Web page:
Opposition leader Sam Rainsy called on Cambodia's smaller, fragmented parties to gather under one banner for the 2008 National Election and face the ruling Cambodian People's Party, after his party increased its number of commune chiefs Sunday.
"Now, [the Sam Rainsy Party] is appealing for one democratic movement to compete one on one with the CPP," Sam Rainsy told reporters outside the National Assembly in Phnom Penh. "If competing one on one, I believe the CPP will not win."
The Sam Rainsy Party is the sole opposition party with seats in the National Assembly and won a handful of chief seats in Sunday's commune elections.
The ruling Cambodian People's Party maintains a tight grip on power, however, and holds a coalition partnership with Funcinpec in national politics.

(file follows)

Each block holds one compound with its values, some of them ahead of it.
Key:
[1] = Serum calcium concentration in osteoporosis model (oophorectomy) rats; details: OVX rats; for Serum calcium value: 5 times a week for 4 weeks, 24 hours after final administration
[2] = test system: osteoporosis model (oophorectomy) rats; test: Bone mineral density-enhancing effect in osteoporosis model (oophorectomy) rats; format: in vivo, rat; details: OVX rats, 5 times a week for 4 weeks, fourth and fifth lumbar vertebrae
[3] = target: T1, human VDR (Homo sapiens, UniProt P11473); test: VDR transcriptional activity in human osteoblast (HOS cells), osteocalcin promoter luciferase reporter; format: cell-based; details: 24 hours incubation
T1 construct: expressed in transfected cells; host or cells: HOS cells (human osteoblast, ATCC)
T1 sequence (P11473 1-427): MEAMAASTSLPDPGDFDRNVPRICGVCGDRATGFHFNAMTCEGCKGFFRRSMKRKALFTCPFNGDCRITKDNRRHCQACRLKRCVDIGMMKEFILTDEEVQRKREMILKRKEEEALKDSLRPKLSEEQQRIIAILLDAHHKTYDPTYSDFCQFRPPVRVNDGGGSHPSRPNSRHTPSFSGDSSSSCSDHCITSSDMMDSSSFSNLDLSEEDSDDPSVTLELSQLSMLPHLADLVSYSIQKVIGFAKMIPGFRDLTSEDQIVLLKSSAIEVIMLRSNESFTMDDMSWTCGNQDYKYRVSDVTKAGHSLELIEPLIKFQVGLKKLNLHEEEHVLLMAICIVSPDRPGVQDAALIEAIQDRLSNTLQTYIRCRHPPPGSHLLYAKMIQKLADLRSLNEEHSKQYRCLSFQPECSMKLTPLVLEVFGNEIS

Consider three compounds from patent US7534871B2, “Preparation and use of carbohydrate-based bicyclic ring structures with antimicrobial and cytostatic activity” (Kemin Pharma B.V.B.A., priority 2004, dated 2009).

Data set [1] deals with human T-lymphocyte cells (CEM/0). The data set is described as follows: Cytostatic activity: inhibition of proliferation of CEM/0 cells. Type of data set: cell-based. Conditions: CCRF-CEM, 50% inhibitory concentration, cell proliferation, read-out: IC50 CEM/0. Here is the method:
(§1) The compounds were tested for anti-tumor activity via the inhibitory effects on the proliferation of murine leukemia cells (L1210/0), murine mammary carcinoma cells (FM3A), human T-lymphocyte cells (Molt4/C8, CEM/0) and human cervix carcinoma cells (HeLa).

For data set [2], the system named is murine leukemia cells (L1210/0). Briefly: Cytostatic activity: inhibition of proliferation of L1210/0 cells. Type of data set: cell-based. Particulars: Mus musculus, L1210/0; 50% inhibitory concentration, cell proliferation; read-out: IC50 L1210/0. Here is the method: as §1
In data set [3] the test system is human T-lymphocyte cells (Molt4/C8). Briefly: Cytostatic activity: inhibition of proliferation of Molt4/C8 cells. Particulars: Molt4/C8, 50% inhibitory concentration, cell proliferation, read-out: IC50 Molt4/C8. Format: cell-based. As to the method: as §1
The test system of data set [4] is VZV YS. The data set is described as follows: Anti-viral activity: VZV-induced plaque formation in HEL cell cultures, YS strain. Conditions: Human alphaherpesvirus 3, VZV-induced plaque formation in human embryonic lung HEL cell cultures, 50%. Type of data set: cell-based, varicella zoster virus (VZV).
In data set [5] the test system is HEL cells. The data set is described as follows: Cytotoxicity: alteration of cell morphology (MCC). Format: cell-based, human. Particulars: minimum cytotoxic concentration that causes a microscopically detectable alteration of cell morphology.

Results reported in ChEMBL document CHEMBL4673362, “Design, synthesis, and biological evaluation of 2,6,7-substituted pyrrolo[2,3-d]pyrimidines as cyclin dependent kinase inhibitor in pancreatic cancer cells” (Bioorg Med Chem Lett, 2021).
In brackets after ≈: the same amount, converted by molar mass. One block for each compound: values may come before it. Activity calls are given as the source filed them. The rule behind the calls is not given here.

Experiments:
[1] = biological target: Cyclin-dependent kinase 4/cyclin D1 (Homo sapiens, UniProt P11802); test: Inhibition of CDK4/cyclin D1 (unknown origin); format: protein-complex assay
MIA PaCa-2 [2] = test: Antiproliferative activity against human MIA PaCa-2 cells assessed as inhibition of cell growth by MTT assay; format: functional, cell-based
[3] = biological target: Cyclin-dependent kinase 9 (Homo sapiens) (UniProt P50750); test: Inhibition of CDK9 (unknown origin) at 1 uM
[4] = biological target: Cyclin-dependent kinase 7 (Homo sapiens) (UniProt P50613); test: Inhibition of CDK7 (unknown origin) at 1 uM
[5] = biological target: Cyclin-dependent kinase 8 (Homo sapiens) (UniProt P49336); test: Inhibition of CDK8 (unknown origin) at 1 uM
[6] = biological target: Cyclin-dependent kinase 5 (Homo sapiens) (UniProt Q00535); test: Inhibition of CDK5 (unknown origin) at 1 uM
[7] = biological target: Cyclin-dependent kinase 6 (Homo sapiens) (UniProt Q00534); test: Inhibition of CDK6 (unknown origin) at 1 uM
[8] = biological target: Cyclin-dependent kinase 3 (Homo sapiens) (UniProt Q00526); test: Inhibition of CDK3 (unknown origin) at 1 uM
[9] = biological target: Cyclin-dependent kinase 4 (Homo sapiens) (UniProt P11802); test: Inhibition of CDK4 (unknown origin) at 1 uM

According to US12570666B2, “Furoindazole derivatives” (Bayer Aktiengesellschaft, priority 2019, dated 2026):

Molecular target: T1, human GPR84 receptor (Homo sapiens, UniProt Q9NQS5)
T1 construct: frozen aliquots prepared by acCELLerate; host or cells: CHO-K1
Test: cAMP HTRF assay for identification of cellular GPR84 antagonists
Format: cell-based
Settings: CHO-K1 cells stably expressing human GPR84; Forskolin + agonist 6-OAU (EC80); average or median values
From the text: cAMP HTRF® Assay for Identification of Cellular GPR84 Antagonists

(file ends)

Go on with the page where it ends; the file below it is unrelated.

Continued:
Funcinpec, the royalist party, suffered a resounding defeat in this week's election, having split with its former leader, Prince Norodom Ranariddh, who began his own party last year amid corruption and infidelity scandals.
"In 1998 [and] 2003 the democrats were divided, with Funcinpec and Sam Rainsy parties," Sam Rainsy said. "Now Funcinpec is dissolved."
He said he envisioned his party leading a coalition of smaller parties. Twelve parties in total put up candidates in Sunday's commune elections.
Sam Rainsy's rally cry came after a speech by Prime Minister Hun Sen earlier this week calling for unity after the elections. In that speech, Hun Sen said that not even all the parties combined would be able to compete with the CPP in national elections.
Norodom Ranariddh Party spokesman Muth Chantha said the party welcomed Sam Rainsy's appeal, "to serve the nation's interest for a victory in the 2008 election."